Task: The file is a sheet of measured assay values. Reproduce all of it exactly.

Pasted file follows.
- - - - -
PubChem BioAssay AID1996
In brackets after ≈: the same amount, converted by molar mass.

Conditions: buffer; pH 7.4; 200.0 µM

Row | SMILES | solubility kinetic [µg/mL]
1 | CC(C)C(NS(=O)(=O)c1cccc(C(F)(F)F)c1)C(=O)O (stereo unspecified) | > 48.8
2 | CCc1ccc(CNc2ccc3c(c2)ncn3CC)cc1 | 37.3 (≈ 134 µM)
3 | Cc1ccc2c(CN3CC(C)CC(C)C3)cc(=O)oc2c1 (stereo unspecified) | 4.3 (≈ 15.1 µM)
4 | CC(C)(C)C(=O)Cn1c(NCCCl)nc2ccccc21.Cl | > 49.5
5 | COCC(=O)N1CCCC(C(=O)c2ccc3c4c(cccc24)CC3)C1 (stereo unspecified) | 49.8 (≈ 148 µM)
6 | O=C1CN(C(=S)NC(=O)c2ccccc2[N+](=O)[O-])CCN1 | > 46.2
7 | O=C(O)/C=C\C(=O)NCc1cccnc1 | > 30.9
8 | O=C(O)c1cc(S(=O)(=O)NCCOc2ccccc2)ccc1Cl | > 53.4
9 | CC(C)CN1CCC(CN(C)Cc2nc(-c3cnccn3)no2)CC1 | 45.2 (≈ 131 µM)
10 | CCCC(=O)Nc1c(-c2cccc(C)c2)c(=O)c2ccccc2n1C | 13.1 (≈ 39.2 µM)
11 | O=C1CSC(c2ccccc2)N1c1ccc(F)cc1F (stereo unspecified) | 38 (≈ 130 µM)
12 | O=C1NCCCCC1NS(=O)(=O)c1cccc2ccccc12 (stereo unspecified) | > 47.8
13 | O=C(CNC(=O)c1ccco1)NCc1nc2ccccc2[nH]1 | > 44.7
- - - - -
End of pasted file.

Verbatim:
PubChem BioAssay AID1996
In brackets after ≈: the same amount, converted by molar mass.

Conditions: buffer; pH 7.4; 200.0 µM

Row | SMILES | solubility kinetic [µg/mL]
1 | CC(C)C(NS(=O)(=O)c1cccc(C(F)(F)F)c1)C(=O)O (stereo unspecified) | > 48.8
2 | CCc1ccc(CNc2ccc3c(c2)ncn3CC)cc1 | 37.3 (≈ 134 µM)
3 | Cc1ccc2c(CN3CC(C)CC(C)C3)cc(=O)oc2c1 (stereo unspecified) | 4.3 (≈ 15.1 µM)
4 | CC(C)(C)C(=O)Cn1c(NCCCl)nc2ccccc21.Cl | > 49.5
5 | COCC(=O)N1CCCC(C(=O)c2ccc3c4c(cccc24)CC3)C1 (stereo unspecified) | 49.8 (≈ 148 µM)
6 | O=C1CN(C(=S)NC(=O)c2ccccc2[N+](=O)[O-])CCN1 | > 46.2
7 | O=C(O)/C=C\C(=O)NCc1cccnc1 | > 30.9
8 | O=C(O)c1cc(S(=O)(=O)NCCOc2ccccc2)ccc1Cl | > 53.4
9 | CC(C)CN1CCC(CN(C)Cc2nc(-c3cnccn3)no2)CC1 | 45.2 (≈ 131 µM)
10 | CCCC(=O)Nc1c(-c2cccc(C)c2)c(=O)c2ccccc2n1C | 13.1 (≈ 39.2 µM)
11 | O=C1CSC(c2ccccc2)N1c1ccc(F)cc1F (stereo unspecified) | 38 (≈ 130 µM)
12 | O=C1NCCCCC1NS(=O)(=O)c1cccc2ccccc12 (stereo unspecified) | > 47.8
13 | O=C(CNC(=O)c1ccco1)NCc1nc2ccccc2[nH]1 | > 44.7